The primary goal of system analysis is to determine the nature of the problem and perhaps help fix the system. This important step involves the breakdown of the entire system into different components so as to analyze the situation and engage system users in defining what needs to be created. Analysis of system requirements may at times require individuals or teams from client and also service provider sides to provide detailed and accurate system requirements. Often requirement analysis and definition is the most crucial aspect which is normally coupled with several communication gaps which if addressed well can lead to validation of errors and bugs in the software program.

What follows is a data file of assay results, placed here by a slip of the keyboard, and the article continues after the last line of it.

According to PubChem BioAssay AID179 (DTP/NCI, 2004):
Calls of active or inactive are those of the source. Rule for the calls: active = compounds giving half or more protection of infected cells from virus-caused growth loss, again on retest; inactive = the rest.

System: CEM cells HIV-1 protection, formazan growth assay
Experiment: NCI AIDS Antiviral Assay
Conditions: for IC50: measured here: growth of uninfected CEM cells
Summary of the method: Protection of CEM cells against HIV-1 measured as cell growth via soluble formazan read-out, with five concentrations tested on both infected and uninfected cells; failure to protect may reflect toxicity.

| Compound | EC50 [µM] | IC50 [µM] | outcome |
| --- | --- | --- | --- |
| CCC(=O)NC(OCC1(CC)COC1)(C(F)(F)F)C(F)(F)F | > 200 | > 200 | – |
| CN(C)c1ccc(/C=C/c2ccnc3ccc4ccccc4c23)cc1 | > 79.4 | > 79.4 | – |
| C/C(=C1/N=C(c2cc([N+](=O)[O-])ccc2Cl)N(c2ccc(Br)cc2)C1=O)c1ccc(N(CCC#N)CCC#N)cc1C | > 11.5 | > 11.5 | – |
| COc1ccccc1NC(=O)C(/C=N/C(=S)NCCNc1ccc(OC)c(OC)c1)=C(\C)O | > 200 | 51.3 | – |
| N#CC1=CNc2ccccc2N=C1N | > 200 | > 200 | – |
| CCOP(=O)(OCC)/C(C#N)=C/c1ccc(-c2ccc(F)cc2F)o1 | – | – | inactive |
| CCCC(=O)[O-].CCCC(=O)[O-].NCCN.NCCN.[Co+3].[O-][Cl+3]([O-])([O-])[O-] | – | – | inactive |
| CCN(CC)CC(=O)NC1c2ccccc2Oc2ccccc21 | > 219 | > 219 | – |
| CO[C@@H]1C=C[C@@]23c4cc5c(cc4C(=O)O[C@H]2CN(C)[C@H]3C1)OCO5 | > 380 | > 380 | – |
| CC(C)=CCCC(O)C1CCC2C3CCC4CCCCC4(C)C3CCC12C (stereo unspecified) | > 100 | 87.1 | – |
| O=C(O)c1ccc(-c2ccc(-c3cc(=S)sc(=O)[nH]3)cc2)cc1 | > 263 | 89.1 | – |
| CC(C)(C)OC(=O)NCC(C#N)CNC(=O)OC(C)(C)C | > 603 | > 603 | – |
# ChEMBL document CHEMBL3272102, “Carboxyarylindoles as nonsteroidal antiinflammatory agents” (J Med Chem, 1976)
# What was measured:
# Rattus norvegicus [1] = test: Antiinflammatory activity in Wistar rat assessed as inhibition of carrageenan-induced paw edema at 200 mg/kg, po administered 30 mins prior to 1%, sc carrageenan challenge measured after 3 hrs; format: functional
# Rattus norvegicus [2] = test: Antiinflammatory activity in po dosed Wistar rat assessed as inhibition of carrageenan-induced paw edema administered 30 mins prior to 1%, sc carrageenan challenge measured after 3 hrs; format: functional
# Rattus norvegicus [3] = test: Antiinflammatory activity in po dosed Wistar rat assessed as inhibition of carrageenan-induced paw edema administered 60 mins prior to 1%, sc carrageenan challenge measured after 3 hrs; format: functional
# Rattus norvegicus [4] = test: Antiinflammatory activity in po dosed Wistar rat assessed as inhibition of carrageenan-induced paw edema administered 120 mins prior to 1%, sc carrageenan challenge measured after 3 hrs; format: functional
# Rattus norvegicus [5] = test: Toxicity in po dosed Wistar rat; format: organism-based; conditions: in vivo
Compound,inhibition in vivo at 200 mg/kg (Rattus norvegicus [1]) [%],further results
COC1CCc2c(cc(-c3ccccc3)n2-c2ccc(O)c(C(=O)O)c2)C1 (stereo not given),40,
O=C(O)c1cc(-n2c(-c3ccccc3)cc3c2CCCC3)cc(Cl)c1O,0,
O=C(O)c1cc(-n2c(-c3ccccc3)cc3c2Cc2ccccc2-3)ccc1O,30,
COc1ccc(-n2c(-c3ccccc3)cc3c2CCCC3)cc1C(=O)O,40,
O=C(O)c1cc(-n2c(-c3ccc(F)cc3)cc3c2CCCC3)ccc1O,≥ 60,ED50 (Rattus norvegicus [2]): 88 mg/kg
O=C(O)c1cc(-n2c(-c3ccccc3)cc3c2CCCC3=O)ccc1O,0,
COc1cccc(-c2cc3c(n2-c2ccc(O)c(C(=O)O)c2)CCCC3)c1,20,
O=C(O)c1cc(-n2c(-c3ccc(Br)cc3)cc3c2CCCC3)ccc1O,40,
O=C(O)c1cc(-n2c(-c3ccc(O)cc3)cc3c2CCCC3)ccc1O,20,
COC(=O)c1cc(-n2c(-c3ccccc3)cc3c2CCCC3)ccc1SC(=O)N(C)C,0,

All the system development life cycle phases serve as programmatic guides to the development of project activity and thus provide a flexible and yet consistent way of conducting projects to the depth that matches the scope and requirements of the project. Each of the system development life cycle phase objectives is clearly described with the corresponding deliverables. In any project management system, it is essential that project managers establish and monitor the control of all objectives in any phase.
Controlling of objectives is very crucial as it helps to provide a well phrased statement of the desired results and purpose. To effectively manage and control any system development life cycle initiative, each project system will be required to implement some degree of Work Breakdown Structure. This helps capture and schedule the work necessary to complete all the work associated with the project (Yusuf, 2004).